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DON LOFFLER (Holden Author and Historian): The first stage in Holden history began in 1856 when James Holden set up a leather and saddlery goods business in Adelaide, South Australia.
That firm flourished and the firm of Holden & Frost continued then in to the new century when the motorcar was invented. In 1918 the company branched out into Holdens Motorbody Builders to build bodies for various makes of cars.

General Motors entered the scene in 1926 and took over Holdens Motorbody Builders to become General Motors Holdens in 1931. That company didn't do at all well initially and in desperation they had to engage a new managing director, Laurence Hartnett, in 1934 to try to rescue the company. He did that in a most remarkable fashion and in addition he had the dream of building an all-Australian car.

A group of Australian and American engineers worked on the Australian car project from 1945 to 1946 and the name Holden was decided on for the new car to honour the family who founded the company. The first Holden cars came off the line in November 1948 and the car was an instant success.

The public couldn't get enough of them, there were two year waiting lists for the car and that first model got the nickname of FX, it was really 48-215. This one behind me is an absolute rarity, it was never produced in the factory but made by a specialist body builder Stanley Cordell in Melbourne.

We think there were only 3 of them made and this is the only survivor. And you can see it in the National Motor Museum in Birdwood, South Australia.

The 48-215 or FX was revised mildly into the FJ model in 1953 and this model proved so popular and so much loved by the Australian public that it has become an Australian icon.

MAN 1: The first car I ever had was a Holden, it was a 1953 FJ.

MAN 2: These of course were an icon and the trendsetter if you like, for the Australian car back in the early fifties.

DON LOFFLER: The Holden proved so popular that after ten years in 1958 it had gained fifty percent of the Australian passenger car market, an amazing performance. Holden then went on to produce other iconic models, the first being the Monaro sports coupe in 1968.

That ran for ten years and made a real name for itself in the racing world.

COMMENTATOR: The Holdens are still out on their own, behind West and McPhee, Brian Muir and Paul Hawkins are running third and fourth then Geoghean and Gibson.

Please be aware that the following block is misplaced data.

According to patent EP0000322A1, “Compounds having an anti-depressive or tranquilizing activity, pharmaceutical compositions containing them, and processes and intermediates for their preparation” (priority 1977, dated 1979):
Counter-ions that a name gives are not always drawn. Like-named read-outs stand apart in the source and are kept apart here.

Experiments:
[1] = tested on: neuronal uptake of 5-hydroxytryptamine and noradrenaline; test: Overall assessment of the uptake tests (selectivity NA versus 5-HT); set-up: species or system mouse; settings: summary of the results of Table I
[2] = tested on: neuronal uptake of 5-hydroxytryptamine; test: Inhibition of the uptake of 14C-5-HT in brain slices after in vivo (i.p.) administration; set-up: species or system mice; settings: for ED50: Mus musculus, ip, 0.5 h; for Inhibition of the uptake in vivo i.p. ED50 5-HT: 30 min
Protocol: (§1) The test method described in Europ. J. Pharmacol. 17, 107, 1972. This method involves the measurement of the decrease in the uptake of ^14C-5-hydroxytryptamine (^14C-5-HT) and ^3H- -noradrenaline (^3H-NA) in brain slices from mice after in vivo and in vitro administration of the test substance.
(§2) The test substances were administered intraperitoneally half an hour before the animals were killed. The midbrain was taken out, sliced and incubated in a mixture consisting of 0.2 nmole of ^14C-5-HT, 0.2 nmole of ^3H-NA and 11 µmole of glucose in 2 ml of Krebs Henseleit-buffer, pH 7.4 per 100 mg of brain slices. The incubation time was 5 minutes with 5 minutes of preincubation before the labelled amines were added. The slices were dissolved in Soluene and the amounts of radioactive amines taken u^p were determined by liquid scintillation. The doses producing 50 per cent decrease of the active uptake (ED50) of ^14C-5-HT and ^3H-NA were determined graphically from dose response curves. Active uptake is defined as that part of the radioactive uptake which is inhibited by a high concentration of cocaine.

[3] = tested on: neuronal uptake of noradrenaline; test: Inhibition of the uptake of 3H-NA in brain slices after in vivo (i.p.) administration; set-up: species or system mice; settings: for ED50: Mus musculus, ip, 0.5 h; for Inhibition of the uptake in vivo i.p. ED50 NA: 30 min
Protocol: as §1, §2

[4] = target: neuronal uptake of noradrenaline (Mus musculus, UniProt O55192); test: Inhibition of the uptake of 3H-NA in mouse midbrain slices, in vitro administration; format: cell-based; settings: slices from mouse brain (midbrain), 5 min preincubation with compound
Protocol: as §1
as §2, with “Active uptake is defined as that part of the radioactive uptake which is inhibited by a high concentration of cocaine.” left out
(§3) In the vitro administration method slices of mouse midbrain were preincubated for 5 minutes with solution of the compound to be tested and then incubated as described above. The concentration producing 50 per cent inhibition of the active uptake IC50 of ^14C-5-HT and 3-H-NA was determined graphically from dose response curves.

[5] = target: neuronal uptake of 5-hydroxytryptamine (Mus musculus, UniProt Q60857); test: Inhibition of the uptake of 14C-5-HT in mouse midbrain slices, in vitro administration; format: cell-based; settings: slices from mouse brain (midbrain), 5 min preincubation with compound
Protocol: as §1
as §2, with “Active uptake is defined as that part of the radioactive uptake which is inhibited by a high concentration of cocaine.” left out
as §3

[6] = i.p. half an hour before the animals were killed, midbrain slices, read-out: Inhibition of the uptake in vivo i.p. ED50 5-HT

DON LOFFLER: These iconic models not only proved very profitable for the company but also of course for Australia because Australia exported Holdens. They actually began in 1954 with the FJ model and after that time thousands of Holdens were exported to the Asia Pacific region and the Middle East, and they've become a very important dollar earner for Australia not only for the company but for the Australian economy as such.

If we look into the mid 1970's we have the oil crisis affecting the western world to such an extent that people started to show a strong preference for smaller cars, and Holdens took the momentous step in the late 70's of scaling down their big family sedan into the smaller Commodore model.

Over the years Holden has produced some cult vehicles beginning with the Holden utility in 1950. Now, Holden utilities are very sophisticated vehicles, and much loved by people in the country and city alike.

In the 1970's came the Holden Sandman. That was a panel van with murals on the side. Very popular with teenagers and the surfing brigade.

The name Monaro carried so much nostalgia with it that in 2001 Holden reintroduced the sports coupe.

The Holden Commodore remains Australia's largest selling passenger vehicle and it's ensuring that the name Holden remains an important part of Australia's motoring heritage.

So since 1856 when James Holden opened his humble leather factory, Holden has become Australia's leading vehicle manufacturer and has played a major role in Australia's motoring history.
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